Covid-19 & Russian Investigators Put a Dent in Credit Card Fraud

When the global economy gets a cold, the criminal underground is not immune. 

Illicit markets dealing in stolen credit card information have had to make significant changes to the way they do business in the wake of the COVID-19 pandemic. Yes, the world of underground financial fraud has stayed active, but things have changed.

At the same time, unusual law enforcement activity in the first half of the year has made an even bigger impact on the sale of stolen credit cards. 

Two times per year, analysts at Sixgill compile statistics about the state of credit card fraud. For the first half of 2020, we found that the number of stolen credit cards on the dark web dropped significantly - from 76.2 million to 45.1 million. 

We attribute this decline to at least two major factors. Law enforcement activity in Russia resulted in the closure of several dark web marketplaces. Additionally, with fewer people shopping in stores because of lockdowns, criminals found it harder to obtain new data from skimmers and card readers surreptitiously attached to point-of-sale systems. 

The Lockdowns

On the dark web, stolen credit card data is usually sold in two different formats. 

The first format includes the CVV codes - these are the three-digit numbers on the back of a card. Fraudsters need CVVs to buy things online. Card data with CVVs tend to come from infected payment pages on websites, where criminals can copy the data as a customer enters their credit card info. 

The second format is referred to as a “dump.” This data is obtained from skimmers attached to ATMs and other point-of-sale devices. With this information, fraudsters can “clone” credit cards and then use them for in-store and in-person purchases. 

Prior to coronavirus, dumps tended to make up about 40 percent of the cards sold online. Our research showed that this percentage ticked downward - slightly - to 38 percent. And it makes sense that CVVs - which are obtained online - would grow as a share of stolen cards. More people are shopping online amid the lockdowns, ordering groceries and just about everything else as stores have closed or people want to stay inside. 

Additionally, we found that several fraudsters were cut off from their ability to obtain dump data. 

Figure 1.1 Threat actor advising others on how to be safe during the pandemic while carding. 

In other posts, we found that related services were also cut off - the people that sold skimmers and the people that cloned cards as a service to others were unable to ship their wares amid the pandemic. 

Figure 1.2 A threat actor posting announcements about credit card dumps.

Figure 1.3 A threat actor posting an announcement regarding pauses in services.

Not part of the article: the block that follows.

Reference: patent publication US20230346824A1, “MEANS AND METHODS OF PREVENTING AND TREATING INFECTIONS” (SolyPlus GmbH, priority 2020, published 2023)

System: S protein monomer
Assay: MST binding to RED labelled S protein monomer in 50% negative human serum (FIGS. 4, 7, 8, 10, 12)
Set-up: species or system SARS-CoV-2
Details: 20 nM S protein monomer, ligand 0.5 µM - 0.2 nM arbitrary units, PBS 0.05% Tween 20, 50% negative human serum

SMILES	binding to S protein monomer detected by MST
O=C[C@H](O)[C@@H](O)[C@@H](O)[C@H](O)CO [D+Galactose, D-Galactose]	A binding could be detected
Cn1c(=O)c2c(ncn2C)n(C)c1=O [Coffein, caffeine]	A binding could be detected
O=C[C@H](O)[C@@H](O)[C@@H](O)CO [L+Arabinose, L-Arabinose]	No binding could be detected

The Russia Connection

The vast majority of stolen credit cards originate from U.S. consumers, followed by India, Brazil and the United Kingdom. Credit cards issued in Russia make up just one out of every 500,000 stolen cards of the stolen cards sold on the dark web. 

For years, most fraud experts have speculated that Russian law enforcement is content to allow cybercrime to flourish, so long as it is directed outward. And there’s a lot of evidence that a large amount of fraud schemes originate in Russia, where technical skills are high, but entrepreneurship and economic conditions deprive many well-educated people with opportunities. 

But our research shows that Russian law enforcement was a major contributor to the overall decline in the number of stolen cards online. In March 2020, Russian investigators arrested 25 people and shut down dozens of dark web marketplaces. In 2019, these markets accounted for 54 of the world’s stolen credit card trade. In the process, several new dark web marketplaces rose to prominence. 

So, what accounts for the sudden shakeup in Russian cybercrime? It’s clear from our data that the crackdown did not affect all of the dark web marketplaces operated in Russia. It’s likely that many of the accused criminals had drawn the ire of authorities by violating domestic criminal laws. In arresting the suspects, police found illicit narcotics, firearms, fraudulent Russian passports, and Russian law enforcement identification. In other words, these select criminals seemed to have violated the first rule of cybercrime: don’t hack where you eat. 

Protecting Credit Cards in a Shifting Landscape

Activity on dark web marketplaces shows that the coronavirus lockdowns have changed the fraud landscape. As in-person shopping declined, so did the types of credit card fraud that depended on it. 

This sequence of events points to a shifting strategy for cybersecurity professionals, and consumers as well. Merchants need to make sure they have tools in place to prevent e-skimming attacks like Magecart. And, as in-person shopping continues to tick upward, retailers should only use chip-enabled point-of-sale systems. 

For consumers, it’s a good idea to change passwords regularly, avoid reusing passwords, and to keep an eye on bank statements for signs of unapproved activity. When consumers receive an order/shipping confirmation email, navigate to the site directly instead of clicking on links. This will minimize the chance of being redirected to malicious sites.

Get the Full H1 2020 Financial Fraud Report